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Splendid Isolation…

March 2, 2011

I have no excuses for my absence.  Let’s just go.

I’m back in the  Midwest.  The fates had a card game, and I came out broke and dusty.  But for whatever reason, here I am, and there is music to be heard.

Tonight at the Vogue in Broadripple Pete Yorn headlined, with guests Ben Kweller and The Wellspring.

First impressions?  I was less than impressed.

The Wellspring start off with your obvious makeup-a cute, long haired blonde on guitar, vocals and keyboard, the Ben Gibbard-esque lead vocals and acoustic, and the silent drummer with the ridiculous Seth Rogan fro. From there…

it stays basically just as predictable.

Don’t get me wrong. Cute front man and a wavy haired beauty on the keyboard can play well. But that’s about it.  There is no excitement, nothing that makes a crowd attending a concert that has nothing to do with you sit down and shut up. Some opening acts you know will be good; even with a female solo artist, her voice can pierce the crowd and demand your attention, placating the rising chatter in just two songs.  Sadly, this front woman does not have it.  Perhaps some distance between the vocal ranges would have helped-but unfortunately, the two leads were too similar for harmony to really play a stunning role. They took the stage and 30 minutes later the only excitement was that they were finished and you could possibly win a free flight for listening to them. (I get establishing your roots and starting from the floor up, but the shameless tour sponsor plugs were a little much.)

Which moved us right along to Ben Kweller.  As an Indiana non-native yet somehow frequent resident, I have heard mumblings of this artist often but have never pursued a listen.

And I wish that were still the case.

Now mind you, I went into this show completely open minded. Who doesn’t want to find a new act that they adore at a show?! But as Ben’s disjointed songs and inappropriately placed (i.e. enter sand man mid love song dedication?) guitar riffs flooded the room,  I found myself becoming more and more annoyed that I had to listen. A few times I thought there would be hope; some blue grassy, Dylan-esque tunes came across the set list which I thought could be redeeming.  But each time, they were ruined by nonsensical lyrics and absolutely no musical flow later on. It’s as if as soon as Kweller finds something rhythmic, he has to change it and morph it to something else.  Which is a delicate ordeal for the greatest musicians, who seem to have obviously a better understand of this subtle switch.  But not Kweller.  We hit on bluegrass, country and some sort of Ben Folds hybrid minus the mindblowing piano skills. (and I’m not even a Ben Folds fan.) You know it’s bad when even the people who came to see just you aren’t participating.  All in all it was an extremely disappointing performance that reinforces my belief that Hoosiers have terrible taste in music. (sorry.)

At this point in the evening, I needed anything to salvage this night of music mediocrity and disaster.  Up until now, I had been surrounded by squawking 40 somethings (and older) who were acting like frat boys on a Thursday night. I haven’t  this  many swinging Corona and Bud Light bottles, screeching women and douchebag men out on a weeknight since townie night at The Cactus. The feeling of, ” We are at a concert, let’s get fucked up on a Tuesday!!” pervaded the much older audience, and was a complex mixture of sad, pathetic, upsetting and annoying. Needless to say, it was not a good start to the night and was not making me happy to associate myself with other Pete Yorn fans.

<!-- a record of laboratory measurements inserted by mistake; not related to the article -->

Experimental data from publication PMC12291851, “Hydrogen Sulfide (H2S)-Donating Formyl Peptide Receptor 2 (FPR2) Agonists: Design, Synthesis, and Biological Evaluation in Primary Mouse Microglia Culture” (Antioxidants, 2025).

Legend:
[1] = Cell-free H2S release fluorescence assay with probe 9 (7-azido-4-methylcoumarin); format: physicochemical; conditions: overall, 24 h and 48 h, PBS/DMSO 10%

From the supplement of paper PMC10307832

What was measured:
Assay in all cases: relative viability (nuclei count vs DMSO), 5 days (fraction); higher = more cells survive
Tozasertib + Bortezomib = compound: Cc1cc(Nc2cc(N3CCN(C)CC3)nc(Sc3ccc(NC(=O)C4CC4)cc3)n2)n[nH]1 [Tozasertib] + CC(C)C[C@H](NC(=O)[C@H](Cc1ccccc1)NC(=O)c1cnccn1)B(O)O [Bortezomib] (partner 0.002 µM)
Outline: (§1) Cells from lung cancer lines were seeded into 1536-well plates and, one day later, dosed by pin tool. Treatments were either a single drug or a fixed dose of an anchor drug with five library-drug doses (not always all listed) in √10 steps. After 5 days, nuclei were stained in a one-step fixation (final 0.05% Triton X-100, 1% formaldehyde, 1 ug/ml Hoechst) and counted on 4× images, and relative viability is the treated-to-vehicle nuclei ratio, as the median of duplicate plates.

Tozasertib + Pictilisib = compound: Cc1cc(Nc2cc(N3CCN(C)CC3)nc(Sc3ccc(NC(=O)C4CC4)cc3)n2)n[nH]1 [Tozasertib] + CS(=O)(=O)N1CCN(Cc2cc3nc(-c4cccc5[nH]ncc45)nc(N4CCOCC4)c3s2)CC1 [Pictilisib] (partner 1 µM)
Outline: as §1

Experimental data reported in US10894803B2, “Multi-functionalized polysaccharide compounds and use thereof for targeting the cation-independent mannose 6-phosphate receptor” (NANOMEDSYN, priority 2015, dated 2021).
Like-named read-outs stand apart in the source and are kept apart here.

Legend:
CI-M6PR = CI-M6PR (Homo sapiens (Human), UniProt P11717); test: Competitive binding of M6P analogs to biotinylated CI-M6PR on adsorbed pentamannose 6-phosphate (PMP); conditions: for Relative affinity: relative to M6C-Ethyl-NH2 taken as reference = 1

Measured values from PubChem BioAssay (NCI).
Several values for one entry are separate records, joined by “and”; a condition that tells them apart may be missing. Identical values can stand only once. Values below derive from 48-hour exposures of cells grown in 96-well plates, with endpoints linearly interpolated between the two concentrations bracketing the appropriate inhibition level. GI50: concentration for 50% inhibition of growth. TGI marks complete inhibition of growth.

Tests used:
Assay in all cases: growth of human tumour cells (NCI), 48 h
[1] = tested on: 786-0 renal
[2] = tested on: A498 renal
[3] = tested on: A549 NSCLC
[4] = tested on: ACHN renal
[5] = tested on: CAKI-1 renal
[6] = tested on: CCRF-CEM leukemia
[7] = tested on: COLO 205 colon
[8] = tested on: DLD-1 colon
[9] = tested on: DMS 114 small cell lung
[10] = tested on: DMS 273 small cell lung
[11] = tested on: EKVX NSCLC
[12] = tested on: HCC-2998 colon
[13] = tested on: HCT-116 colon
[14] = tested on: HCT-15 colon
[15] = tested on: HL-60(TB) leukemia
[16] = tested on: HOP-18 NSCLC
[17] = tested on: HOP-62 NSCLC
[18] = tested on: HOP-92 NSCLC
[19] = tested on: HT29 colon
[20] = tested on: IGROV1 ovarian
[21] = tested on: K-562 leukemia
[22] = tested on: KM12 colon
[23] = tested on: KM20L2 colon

Pete Yorn, however, absolutely redeemed the show.  While he did play a lot from his newest album, there were still some gems from musicforthemorningafter that made the set list.  Which is awesome, because nothing makes me more annoyed than an artist that takes advantage of your ticket price and time to solely demo the newest tracks live (I’m talking to you, Brand New.)

Future show reviews will obviously shine brighter than this one-I decided this show would be my return to the blog at about Pete Yorn’s second song, and my iphone isn’t really ideal for note taking.  And neither is drinking 6.50 Delerium’s (thanks to contributor Zach for getting me hooked on a beer that is an easy 10 bucks a bottle, therefore causing my crazed Beatles-fan frenzy when told they were only 6.50. I honestly thought of buying all six that were there before the girl with purple hair staring confused at my triumph could realize her obvious school girl error.)

I digress. The long and short of it was that Pete Yorn rocked.  The crowd stealer and pleaser was For Nancy, hands down, a song that got the original fans crazy but was still so rockin that the newer crowd got into it to (unlike his performance of Girl Like You, during which many of us were left scowling at the crowd members who quickly lost interest during the slow, crooning love song. Truly, one of the worst crowds I had ever encountered, and the median age was 32! I’ve seen better manners at metalcore shows.)

My only true let down of Yorn’s set was the ending. While the lighting worked well with the song(not programmed, but hand operated by the kid in the booth next to me, which was fairly cool), there was no “save the best for last ” element.  Yorn took a crowd totally amped up, dancing and singing his lyrics during For Nancy and then finished with two songs much of the crowd didn’t recognize. While it wasn’t a deal breaker, and it was still a stunning performance, it wasn’t quite the way I like to leave a show.

Yorn: A-

Kweller: D (find a sound a stick with it! Not having a sound or rhythm does not count as “your sound”!)

The Wellspring: C. Simply Average.

Up Next: Quite possibly James Taylor.

 

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